Profile: Caroline Drummond

GETTING THE farming message across to the public is a long-term business, says Caroline Drummond.

You can’t convince everyone overnight, and there are always going to be setbacks. You can’t, she says, always react to the “one-hit wonders” of bad publicity in the media. And besides, it is probably not worth trying to. “It’s like what people read in their morning paper about Jordan’s boobs: they forget it.

“Maybe I’m just a reflective and optimistic person,” says the 41-year-old, ahead of the three-day conference which opens next Tuesday (Jan 4), “but we try to get a sustained knowledge and understanding.”

The ‘we’ she is referring to is Linking Environment and Farming, the charity which began life in 1991 and of which she is now chief executive.

It was launched when a wide group of people – concerned about the gap between producers and consumers – got together and, using a German model, set about encouraging responsible farming and a better public understanding of it.

“We’re not going to get a better understanding because we are British or because we think we should; we are going to get a better understanding because we demonstrate and explain.”

Hence a key element of LEAF’s work is the 60-plus demonstration farms across the UK – the “first port of call” for anyone wishing to learn about the sector.

These attracted 21,000 visitors last year, giving them a chance to see “best farming and environmental practice for themselves”.

Surveys show that more than 85% of visitors leave with an enhanced understanding of how farmers are addressing environmental concerns; nearly 90% reckon their worries about food safety are at least partly addressed.

“All of us have a responsibility,” says Caroline. “We all need to do more.”

But she’s the first to admit it’s not always easy when it comes to getting the message across. An inner-city kid recently asked her: Why do we need the countryside? She was, she confesses, “taken aback” by the frankness of the question, before going on to explain about food production, landscape, tourism and recreation. “It’s about distilling the right message for the right audience.”

IT’S A little-known fact that Caroline Drummond has a great voice. “I love singing,” she says. “I”m not trained in any way; I just do it. I’ve got a loud, strong voice, which is certainly an asset for conferences, too!”

She has even been in bands before, including one called “CD and the Sensations”. One of her claims to fame is supporting Kid Creole and the Coconuts. She jokes about some of the venues she has played – including working men’s clubs. “The glamour of it all,” she laughs.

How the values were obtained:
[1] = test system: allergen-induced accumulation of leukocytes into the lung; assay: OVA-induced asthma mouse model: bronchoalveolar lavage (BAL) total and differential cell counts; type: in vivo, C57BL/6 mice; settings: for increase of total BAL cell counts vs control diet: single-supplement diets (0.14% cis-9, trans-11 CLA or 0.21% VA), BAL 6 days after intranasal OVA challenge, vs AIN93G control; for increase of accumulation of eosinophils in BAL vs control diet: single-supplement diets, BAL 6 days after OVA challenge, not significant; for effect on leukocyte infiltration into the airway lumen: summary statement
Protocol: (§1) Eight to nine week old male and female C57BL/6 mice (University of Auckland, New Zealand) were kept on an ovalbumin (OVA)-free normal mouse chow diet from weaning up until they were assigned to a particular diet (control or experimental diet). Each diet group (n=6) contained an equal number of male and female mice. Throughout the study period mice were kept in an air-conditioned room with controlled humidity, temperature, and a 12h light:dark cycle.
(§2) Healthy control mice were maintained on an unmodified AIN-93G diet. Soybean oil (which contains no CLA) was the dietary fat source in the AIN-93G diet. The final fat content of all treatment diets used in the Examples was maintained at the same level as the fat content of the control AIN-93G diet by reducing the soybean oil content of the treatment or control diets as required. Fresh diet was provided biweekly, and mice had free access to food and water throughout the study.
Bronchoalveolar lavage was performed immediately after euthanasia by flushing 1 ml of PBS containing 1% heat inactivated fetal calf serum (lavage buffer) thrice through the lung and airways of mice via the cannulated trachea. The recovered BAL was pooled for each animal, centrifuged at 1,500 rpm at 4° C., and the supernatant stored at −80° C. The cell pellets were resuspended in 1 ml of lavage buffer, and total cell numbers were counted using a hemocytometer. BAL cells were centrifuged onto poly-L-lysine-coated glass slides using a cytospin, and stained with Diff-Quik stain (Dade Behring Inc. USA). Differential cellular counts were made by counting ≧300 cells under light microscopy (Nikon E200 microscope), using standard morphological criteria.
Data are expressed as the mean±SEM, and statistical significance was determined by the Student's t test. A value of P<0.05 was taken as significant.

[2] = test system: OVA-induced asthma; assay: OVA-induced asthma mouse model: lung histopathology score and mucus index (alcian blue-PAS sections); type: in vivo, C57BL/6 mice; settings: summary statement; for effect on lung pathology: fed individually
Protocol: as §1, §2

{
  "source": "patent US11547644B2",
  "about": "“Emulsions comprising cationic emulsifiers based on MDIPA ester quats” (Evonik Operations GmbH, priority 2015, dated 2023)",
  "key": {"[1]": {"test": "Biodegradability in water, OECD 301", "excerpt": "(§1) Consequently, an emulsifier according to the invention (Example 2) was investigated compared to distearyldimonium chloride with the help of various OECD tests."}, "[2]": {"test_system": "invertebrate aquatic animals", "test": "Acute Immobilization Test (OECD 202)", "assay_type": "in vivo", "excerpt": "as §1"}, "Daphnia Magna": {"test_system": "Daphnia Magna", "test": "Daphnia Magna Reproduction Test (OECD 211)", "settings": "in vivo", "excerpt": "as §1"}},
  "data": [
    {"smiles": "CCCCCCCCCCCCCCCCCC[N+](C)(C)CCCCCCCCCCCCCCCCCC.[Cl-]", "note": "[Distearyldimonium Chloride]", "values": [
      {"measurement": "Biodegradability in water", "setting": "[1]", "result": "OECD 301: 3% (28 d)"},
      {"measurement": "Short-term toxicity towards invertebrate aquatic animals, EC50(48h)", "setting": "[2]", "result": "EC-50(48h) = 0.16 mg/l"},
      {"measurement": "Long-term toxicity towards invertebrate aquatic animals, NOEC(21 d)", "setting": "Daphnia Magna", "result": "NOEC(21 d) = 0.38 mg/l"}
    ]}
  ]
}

Much of her singing was done while at Seale Hayne college in Devon, where she studied for a degree in Agriculture between 1982 and 1986. (Her placements, as well as on farms in Wales and Norfolk, included three months in Barbados doing sugar cane research!)

Though she does not come from a farming family – her father was a deep sea diver – she traces her interest in the countryside back to a young age. Originally, she set her heart on becoming a vet. “When I was a little girl, there was a pig farm nearby. One day all the pigs were killed, and I thought: I”d like to be able to stop that.”

But she did not go down the vet route, describing herself  “as a practical person, rather than a four As person”. And, after graduating and a spell travelling – “like all good Ag college students” – she worked for Management Development Services and as a lecturer at Shuttleworth, before joining LEAF in 1991.

Nowadays her singing is limited to knocking out a few tunes with her young daughter, four-and-a-half-year-old Gabrielle, at the family”s house in Cornwall. It is the eco-friendly house she and her husband, Phil, recently built. The house, with its emphasis on wood, glass and insulation, featured in Grand Designs magazine, a spin-off from the popular tv show of the same name. “It’s fantastic – airy, warm and spacious.”

Her husband’s no stranger to 4.30am starts – which suits Caroline just fine as it means she can get an early start on the days she travels to LEAF headquarters in Stoneleigh, Warks.

It’s a “real Godsend” for Phil to live on the family farm where he works, a 120 dairy cow set-up near Liskeard in Cornwall. It is an “absolutely stunning part of the world”, one Caroline only got to know after she started seeing Phil and was making frequent visits to Cornwall. “Friends joked that LEAF stood for Liskeard Every Available Friday,” she laughs.

SEIZING the Initiative in a New World for Farming is the theme of the Oxford Farming Conference.